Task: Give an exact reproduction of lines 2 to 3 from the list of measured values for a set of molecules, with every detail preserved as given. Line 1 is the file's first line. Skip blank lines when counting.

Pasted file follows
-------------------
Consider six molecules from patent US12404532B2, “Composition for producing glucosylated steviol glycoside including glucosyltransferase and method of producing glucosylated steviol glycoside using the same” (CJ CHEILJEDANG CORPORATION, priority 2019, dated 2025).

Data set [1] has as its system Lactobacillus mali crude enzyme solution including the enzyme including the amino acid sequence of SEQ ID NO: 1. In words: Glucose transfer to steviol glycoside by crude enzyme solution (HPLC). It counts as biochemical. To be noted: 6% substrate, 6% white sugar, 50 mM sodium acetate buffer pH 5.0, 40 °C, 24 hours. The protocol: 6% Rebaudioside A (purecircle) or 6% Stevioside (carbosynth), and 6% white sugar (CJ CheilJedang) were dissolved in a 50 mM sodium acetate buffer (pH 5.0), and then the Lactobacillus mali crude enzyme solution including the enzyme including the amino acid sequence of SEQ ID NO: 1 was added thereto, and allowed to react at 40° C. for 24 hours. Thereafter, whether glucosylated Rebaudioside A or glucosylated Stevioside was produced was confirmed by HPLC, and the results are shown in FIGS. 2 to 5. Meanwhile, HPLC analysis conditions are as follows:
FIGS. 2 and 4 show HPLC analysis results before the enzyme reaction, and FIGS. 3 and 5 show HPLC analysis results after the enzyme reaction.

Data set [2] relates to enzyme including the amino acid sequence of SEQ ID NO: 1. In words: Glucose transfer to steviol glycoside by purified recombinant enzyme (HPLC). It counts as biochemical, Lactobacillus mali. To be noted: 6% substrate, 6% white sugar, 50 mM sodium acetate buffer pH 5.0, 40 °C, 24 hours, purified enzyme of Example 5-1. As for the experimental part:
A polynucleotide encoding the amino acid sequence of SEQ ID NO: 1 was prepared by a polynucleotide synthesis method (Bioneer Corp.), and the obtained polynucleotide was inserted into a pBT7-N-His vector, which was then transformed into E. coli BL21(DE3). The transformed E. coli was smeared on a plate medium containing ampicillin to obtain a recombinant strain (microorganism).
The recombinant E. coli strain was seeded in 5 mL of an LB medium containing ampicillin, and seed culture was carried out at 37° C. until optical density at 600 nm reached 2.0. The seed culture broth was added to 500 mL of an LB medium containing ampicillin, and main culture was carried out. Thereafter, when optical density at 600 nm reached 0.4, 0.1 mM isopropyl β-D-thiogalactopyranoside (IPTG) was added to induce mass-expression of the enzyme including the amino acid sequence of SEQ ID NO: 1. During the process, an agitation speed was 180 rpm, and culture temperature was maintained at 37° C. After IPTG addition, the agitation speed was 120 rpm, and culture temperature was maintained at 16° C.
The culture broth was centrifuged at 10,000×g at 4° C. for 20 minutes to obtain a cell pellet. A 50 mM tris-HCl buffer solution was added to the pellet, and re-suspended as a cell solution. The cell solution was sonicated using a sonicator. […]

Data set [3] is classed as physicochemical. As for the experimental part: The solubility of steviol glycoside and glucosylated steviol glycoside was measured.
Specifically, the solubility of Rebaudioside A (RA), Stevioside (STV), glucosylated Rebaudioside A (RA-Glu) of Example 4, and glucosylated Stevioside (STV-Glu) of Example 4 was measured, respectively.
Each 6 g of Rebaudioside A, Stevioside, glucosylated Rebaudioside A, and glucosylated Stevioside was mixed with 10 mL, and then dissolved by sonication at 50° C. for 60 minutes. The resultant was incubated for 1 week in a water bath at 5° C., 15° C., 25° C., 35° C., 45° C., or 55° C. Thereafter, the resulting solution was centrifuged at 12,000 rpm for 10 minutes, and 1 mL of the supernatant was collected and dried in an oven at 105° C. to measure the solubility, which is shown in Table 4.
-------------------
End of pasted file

Data set [1] has as its system Lactobacillus mali crude enzyme solution including the enzyme including the amino acid sequence of SEQ ID NO: 1. In words: Glucose transfer to steviol glycoside by crude enzyme solution (HPLC). It counts as biochemical. To be noted: 6% substrate, 6% white sugar, 50 mM sodium acetate buffer pH 5.0, 40 °C, 24 hours. The protocol: 6% Rebaudioside A (purecircle) or 6% Stevioside (carbosynth), and 6% white sugar (CJ CheilJedang) were dissolved in a 50 mM sodium acetate buffer (pH 5.0), and then the Lactobacillus mali crude enzyme solution including the enzyme including the amino acid sequence of SEQ ID NO: 1 was added thereto, and allowed to react at 40° C. for 24 hours. Thereafter, whether glucosylated Rebaudioside A or glucosylated Stevioside was produced was confirmed by HPLC, and the results are shown in FIGS. 2 to 5. Meanwhile, HPLC analysis conditions are as follows:
FIGS. 2 and 4 show HPLC analysis results before the enzyme reaction, and FIGS. 3 and 5 show HPLC analysis results after the enzyme reaction.